It must be remembered, though, that this is a city with serious problems with violence, drugs, alcohol, unemployment and family breakdown. The council, naturally, likes to promote a positive message – Glasgow as stylish, artistic, cultured. All of which is true, as far as it goes, but one’s experience of life in the city is, to an extent, shaped by where one lives. As Debbie McGowan, who helps run the Helenslea Community Hall in the Parkhead points out, “If you come off at Bridgeton you live to 61, but if you stay on till Jordanhill you can live to 74. That’s the reality.”
In a café on Duke Street, a busy artery of the east end, John Mallon is pulling no punches. “Regeneration? That’s camouflage. They give everybody brand new houses. But some of these people have no furniture to put in them. There’s no money. No work. That is only for people to walk past on the way to the arena and see that this place has changed. If you look inside those houses, it’s the same social issues that have always been there.”
He speaks from hard experience. It’s written in his face. A small man of 50 in a body warmer and woolly hat, he grew up in the Gallowgate and Easterhouse, a member of the famous Mallon boxing family. His father ran the local boxing club. His uncle Bobby won a gold medal at the Commonwealth Games in 1962. For John Mallon, though, there would be no such glory. His young adulthood coincided with deindustrialisation of the 1980s. He worked in a few factories and in construction round about the east end, but loads of plants closed as the years passed. Like so many of his peers, he sought pleasure and solace in drugs and recreational violence, coming close to death through both. He has been clean for two years, and is in a good place now. He is attending Mass again, helping to prepare his grandson for his first Holy Communion, and has taken to writing and performing poetry about life in the east end. The area, he says, has addiction and alcohol problems on a large scale, and addicts are used as mercenaries in feuds, sent to slash people on the promise of two tenner bags of smack. The root of all of this, he feels, is a lack of jobs: “Gie’s work, for Christ’s sake.”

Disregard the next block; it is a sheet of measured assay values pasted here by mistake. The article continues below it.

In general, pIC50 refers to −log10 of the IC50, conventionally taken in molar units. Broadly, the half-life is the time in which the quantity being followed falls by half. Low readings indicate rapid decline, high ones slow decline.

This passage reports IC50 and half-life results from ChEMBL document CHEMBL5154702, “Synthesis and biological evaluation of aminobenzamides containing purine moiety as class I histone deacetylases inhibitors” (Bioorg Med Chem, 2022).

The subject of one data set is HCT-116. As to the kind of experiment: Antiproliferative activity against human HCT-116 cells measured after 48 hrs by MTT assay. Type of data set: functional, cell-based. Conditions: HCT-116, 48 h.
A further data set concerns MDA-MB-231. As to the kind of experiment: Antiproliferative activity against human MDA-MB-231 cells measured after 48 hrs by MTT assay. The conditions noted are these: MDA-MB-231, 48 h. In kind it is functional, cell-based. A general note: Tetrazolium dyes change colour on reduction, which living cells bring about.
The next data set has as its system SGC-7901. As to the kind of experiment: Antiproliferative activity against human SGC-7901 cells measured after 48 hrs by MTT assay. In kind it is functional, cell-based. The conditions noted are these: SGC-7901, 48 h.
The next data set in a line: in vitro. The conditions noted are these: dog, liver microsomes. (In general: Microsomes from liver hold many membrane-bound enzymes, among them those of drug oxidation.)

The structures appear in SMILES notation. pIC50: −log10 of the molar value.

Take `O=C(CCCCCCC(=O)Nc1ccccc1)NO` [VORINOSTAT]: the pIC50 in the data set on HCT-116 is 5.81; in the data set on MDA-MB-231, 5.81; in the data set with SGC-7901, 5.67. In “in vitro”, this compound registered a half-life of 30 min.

Charles Dickens wrote A Tale Of Two Cities about London and Paris. Were he living now, he could write a book of that title and set it entirely in Glasgow. It is a city full of tension between rich and poor, construction and demolition, old and new, even – one could argue – good and evil. You can call it a tin forest, or a concrete jungle, or a dear green place, and you can pray that its future is as glorious as its past, but the one certainty is that Glasgow is brimming with stories, at both ends of the M8 and on both sides of the Clyde. Shop stewards licking red hot pokers. War heroes dancing to Fats Domino. Budgies buried at sea. Glasgow has them all.
“It’s a great city,” says the National Theatre of Scotland’s Graham McLaren. “To be here, to have the Commonwealth Games here, to be living in Scotland this year, when the world is looking at us, I can’t think of another place I’d rather be.”
• Community performances will take place on 6 and 7 June (Elder Park, Govan), 11-14 June (Springburn Park Rockery), 17-19 June (Reidvale Community Centre, Whitevale Street) and 24-26 June (Penilee St Andrew parish church, Bowfield Crescent). The Tin Forest opening event will take place on 22 July at 7.30pm at the South Rotunda Courtyard, Finnieston Street, by the Clyde Arc, and will be followed by a number of performances in the Rotunda and Clydeside area until 3 August. See www.thetinforest.com for further details of all events